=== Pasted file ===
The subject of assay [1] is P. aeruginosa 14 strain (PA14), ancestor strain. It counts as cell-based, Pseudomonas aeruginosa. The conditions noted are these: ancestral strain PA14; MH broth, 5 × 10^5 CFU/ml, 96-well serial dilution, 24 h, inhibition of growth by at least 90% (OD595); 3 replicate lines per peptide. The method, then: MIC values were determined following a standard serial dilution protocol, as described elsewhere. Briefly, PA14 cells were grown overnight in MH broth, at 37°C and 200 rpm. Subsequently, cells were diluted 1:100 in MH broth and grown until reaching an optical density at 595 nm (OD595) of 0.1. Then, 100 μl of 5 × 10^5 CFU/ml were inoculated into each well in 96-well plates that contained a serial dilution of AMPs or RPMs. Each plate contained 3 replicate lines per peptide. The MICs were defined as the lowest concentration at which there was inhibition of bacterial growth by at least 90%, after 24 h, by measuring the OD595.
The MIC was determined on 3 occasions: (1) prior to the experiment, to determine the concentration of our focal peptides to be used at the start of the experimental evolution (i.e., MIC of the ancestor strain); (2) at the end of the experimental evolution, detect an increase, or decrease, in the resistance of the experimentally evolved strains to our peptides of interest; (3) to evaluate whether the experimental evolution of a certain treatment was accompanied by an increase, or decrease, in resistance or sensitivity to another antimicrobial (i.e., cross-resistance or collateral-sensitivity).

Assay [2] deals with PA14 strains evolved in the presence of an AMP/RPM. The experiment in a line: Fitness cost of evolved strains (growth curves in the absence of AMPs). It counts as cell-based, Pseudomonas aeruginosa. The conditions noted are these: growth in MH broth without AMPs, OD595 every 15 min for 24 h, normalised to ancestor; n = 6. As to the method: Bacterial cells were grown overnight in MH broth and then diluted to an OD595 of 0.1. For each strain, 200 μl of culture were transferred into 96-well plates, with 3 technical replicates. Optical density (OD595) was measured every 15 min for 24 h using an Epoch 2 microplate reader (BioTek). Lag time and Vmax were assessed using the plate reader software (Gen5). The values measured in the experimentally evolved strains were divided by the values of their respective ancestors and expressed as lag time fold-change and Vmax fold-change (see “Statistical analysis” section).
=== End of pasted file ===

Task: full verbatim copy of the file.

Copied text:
The subject of assay [1] is P. aeruginosa 14 strain (PA14), ancestor strain. It counts as cell-based, Pseudomonas aeruginosa. The conditions noted are these: ancestral strain PA14; MH broth, 5 × 10^5 CFU/ml, 96-well serial dilution, 24 h, inhibition of growth by at least 90% (OD595); 3 replicate lines per peptide. The method, then: MIC values were determined following a standard serial dilution protocol, as described elsewhere. Briefly, PA14 cells were grown overnight in MH broth, at 37°C and 200 rpm. Subsequently, cells were diluted 1:100 in MH broth and grown until reaching an optical density at 595 nm (OD595) of 0.1. Then, 100 μl of 5 × 10^5 CFU/ml were inoculated into each well in 96-well plates that contained a serial dilution of AMPs or RPMs. Each plate contained 3 replicate lines per peptide. The MICs were defined as the lowest concentration at which there was inhibition of bacterial growth by at least 90%, after 24 h, by measuring the OD595.
The MIC was determined on 3 occasions: (1) prior to the experiment, to determine the concentration of our focal peptides to be used at the start of the experimental evolution (i.e., MIC of the ancestor strain); (2) at the end of the experimental evolution, detect an increase, or decrease, in the resistance of the experimentally evolved strains to our peptides of interest; (3) to evaluate whether the experimental evolution of a certain treatment was accompanied by an increase, or decrease, in resistance or sensitivity to another antimicrobial (i.e., cross-resistance or collateral-sensitivity).

Assay [2] deals with PA14 strains evolved in the presence of an AMP/RPM. The experiment in a line: Fitness cost of evolved strains (growth curves in the absence of AMPs). It counts as cell-based, Pseudomonas aeruginosa. The conditions noted are these: growth in MH broth without AMPs, OD595 every 15 min for 24 h, normalised to ancestor; n = 6. As to the method: Bacterial cells were grown overnight in MH broth and then diluted to an OD595 of 0.1. For each strain, 200 μl of culture were transferred into 96-well plates, with 3 technical replicates. Optical density (OD595) was measured every 15 min for 24 h using an Epoch 2 microplate reader (BioTek). Lag time and Vmax were assessed using the plate reader software (Gen5). The values measured in the experimentally evolved strains were divided by the values of their respective ancestors and expressed as lag time fold-change and Vmax fold-change (see “Statistical analysis” section).